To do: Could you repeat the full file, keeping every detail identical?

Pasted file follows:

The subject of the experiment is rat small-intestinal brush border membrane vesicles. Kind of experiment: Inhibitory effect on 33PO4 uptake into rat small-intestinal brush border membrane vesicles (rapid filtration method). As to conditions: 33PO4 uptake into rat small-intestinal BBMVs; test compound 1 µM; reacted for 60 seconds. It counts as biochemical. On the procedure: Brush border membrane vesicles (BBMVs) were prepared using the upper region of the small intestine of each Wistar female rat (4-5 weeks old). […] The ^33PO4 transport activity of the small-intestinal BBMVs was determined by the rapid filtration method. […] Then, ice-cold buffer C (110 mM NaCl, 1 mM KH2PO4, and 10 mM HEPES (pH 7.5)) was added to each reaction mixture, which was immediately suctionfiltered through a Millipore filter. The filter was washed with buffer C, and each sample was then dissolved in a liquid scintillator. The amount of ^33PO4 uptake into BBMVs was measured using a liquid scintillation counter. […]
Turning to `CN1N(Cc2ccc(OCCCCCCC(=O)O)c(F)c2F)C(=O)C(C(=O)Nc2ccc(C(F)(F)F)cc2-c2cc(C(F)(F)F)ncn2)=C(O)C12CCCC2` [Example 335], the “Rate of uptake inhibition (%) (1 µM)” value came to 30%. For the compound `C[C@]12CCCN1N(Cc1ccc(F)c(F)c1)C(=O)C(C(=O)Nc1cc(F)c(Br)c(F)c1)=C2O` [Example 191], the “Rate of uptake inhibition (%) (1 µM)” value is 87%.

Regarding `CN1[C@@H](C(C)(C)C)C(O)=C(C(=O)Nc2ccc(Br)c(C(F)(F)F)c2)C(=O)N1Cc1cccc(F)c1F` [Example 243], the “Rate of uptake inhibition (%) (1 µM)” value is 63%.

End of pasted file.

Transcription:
The subject of the experiment is rat small-intestinal brush border membrane vesicles. Kind of experiment: Inhibitory effect on 33PO4 uptake into rat small-intestinal brush border membrane vesicles (rapid filtration method). As to conditions: 33PO4 uptake into rat small-intestinal BBMVs; test compound 1 µM; reacted for 60 seconds. It counts as biochemical. On the procedure: Brush border membrane vesicles (BBMVs) were prepared using the upper region of the small intestine of each Wistar female rat (4-5 weeks old). […] The ^33PO4 transport activity of the small-intestinal BBMVs was determined by the rapid filtration method. […] Then, ice-cold buffer C (110 mM NaCl, 1 mM KH2PO4, and 10 mM HEPES (pH 7.5)) was added to each reaction mixture, which was immediately suctionfiltered through a Millipore filter. The filter was washed with buffer C, and each sample was then dissolved in a liquid scintillator. The amount of ^33PO4 uptake into BBMVs was measured using a liquid scintillation counter. […]
Turning to `CN1N(Cc2ccc(OCCCCCCC(=O)O)c(F)c2F)C(=O)C(C(=O)Nc2ccc(C(F)(F)F)cc2-c2cc(C(F)(F)F)ncn2)=C(O)C12CCCC2` [Example 335], the “Rate of uptake inhibition (%) (1 µM)” value came to 30%. For the compound `C[C@]12CCCN1N(Cc1ccc(F)c(F)c1)C(=O)C(C(=O)Nc1cc(F)c(Br)c(F)c1)=C2O` [Example 191], the “Rate of uptake inhibition (%) (1 µM)” value is 87%.

Regarding `CN1[C@@H](C(C)(C)C)C(O)=C(C(=O)Nc2ccc(Br)c(C(F)(F)F)c2)C(=O)N1Cc1cccc(F)c1F` [Example 243], the “Rate of uptake inhibition (%) (1 µM)” value is 63%.